MSPB’s future

The upcoming presidential transition and MSPB seat-change is prompting broader questions about the agency’s future — and whether two vacant spots on the board could leave the doors open to major changes about its function.

“The larger concern that people who do what I do have is whether or not the board is going to be around much into the future,” D’Agostino said.

Many lawmakers argue it simply takes too long to fire a federal employee under current law.

And President-elect Trump has also said he plans to fire poor-performers in government more quickly, though it’s still unclear what form that proposal would take.

There are signs that the movement is already beginning to happen. Lawmakers grew particularly frustrated this year, as they watched MSPB overturn punishments for three senior executives at the VA under the VA Choice Act.

That frustration prompted Congress and senior VA leaders to to consider moving some VA health professionals from Title 5 to Title 38.

And a separate piece of legislation from retiring House Veterans Affairs Committee Chairman Jeff Miller (R-Fla.) removed MSPB rights for senior executives at the department and replaced them with an internal, secretary-appointed board of VA employees who would review their colleagues’ disciplinary cases, similar to Title 38.

Having agencies shoulder more of the responsibility to review employees’ disciplinary appeals is way the board could lose some of its authority.

“We’re talking about the next two board members, they may be the last two board members,” Wiley said. “Because if you turn over the review of disciplinary actions to an internal board, at least you would have people that were in contact with what the agency was doing. Right now, you have some 20-year experienced attorney who’s never worked anywhere but Washington, D.C., making these decisions. To put it back in the agency, you wouldn’t need an MSPB, but you’d pay a price for that.”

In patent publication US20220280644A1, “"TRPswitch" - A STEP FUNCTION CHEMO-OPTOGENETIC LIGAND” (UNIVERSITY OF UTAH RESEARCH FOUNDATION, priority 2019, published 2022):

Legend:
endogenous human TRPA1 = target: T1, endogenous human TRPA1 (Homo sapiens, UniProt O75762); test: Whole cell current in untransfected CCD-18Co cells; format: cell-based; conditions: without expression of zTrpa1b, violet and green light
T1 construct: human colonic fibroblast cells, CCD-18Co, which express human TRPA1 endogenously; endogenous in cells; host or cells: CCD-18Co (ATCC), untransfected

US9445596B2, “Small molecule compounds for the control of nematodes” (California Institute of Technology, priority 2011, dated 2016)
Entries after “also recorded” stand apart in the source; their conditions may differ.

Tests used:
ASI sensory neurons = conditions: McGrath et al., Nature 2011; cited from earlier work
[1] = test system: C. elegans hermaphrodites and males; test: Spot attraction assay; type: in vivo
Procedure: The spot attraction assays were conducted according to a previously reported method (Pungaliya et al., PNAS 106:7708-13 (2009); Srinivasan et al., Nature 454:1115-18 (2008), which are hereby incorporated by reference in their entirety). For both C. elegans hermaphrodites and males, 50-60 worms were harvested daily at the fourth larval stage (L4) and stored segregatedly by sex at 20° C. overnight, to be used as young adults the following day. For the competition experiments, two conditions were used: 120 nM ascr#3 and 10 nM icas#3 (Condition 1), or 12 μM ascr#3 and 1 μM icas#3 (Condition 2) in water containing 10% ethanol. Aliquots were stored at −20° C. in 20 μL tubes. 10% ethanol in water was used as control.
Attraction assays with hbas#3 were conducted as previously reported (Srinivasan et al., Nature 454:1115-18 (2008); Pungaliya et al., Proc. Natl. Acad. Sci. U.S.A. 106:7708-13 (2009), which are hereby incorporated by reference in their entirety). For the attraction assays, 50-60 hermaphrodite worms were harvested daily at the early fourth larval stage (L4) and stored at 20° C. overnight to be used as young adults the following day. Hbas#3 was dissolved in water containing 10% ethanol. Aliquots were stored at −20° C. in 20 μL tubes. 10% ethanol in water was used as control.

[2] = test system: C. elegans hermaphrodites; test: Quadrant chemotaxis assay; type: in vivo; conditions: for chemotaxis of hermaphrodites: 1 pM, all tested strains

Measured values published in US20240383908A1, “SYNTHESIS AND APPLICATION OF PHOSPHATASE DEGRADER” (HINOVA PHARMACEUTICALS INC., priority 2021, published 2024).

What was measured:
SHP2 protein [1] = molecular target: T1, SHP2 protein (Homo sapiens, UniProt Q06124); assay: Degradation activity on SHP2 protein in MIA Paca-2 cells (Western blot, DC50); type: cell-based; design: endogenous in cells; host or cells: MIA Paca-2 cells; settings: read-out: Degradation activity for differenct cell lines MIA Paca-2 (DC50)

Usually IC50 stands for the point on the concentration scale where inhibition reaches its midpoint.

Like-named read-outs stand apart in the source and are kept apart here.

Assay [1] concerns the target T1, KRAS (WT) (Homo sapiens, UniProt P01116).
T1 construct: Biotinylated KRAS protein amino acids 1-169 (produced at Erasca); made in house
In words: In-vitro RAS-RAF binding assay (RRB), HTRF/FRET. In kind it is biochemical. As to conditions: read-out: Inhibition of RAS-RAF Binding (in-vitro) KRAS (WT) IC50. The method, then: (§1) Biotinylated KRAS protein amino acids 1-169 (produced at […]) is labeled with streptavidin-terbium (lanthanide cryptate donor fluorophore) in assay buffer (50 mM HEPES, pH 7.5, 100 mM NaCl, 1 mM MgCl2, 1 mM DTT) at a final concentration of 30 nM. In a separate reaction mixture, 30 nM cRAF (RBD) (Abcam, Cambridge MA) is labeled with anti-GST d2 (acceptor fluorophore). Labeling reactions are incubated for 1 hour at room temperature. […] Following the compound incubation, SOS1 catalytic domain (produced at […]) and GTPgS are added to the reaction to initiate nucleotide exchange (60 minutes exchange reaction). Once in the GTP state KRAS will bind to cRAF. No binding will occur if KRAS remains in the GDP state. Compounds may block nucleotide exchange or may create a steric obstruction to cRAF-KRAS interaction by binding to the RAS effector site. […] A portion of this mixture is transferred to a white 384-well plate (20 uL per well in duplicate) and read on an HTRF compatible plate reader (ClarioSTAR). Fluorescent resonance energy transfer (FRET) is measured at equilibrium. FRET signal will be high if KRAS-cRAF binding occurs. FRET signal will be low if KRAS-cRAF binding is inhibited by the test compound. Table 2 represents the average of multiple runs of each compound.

A separate House bill proposed similar procedures for all civilian employees.

Neither bill passed Congress this year, but D’Agostino and other federal workforce experts say those pieces of legislation may have an easier path in a Republican White House and Congress.

“It’s clearly on the agenda and it has been for the past while, and I don’t see it going away,” D’Agostino said. “The only thing that’s really been stopping it is that Obama said that he’d veto. Once that’s gone, there’s going to be a lot of room to move ahead with big, big changes. Maybe not doing away with the board entirely, but certainly that’s a possibility.”

Wiley said he predicts the next administration will consider major civil service reform — changes that go beyond slight tweaks to federal employees’ disciplinary procedures or moving some sectors of workers to another personnel system.

“This is when you swing for the fences,” Wiley said. “My bet would be they will abandon get[ting] them out of Title 5 … and reducing the notice period … and cutting the board members out. They have the authority now to reduce this from soup to nuts. How far they’ll go is really hard to predict.”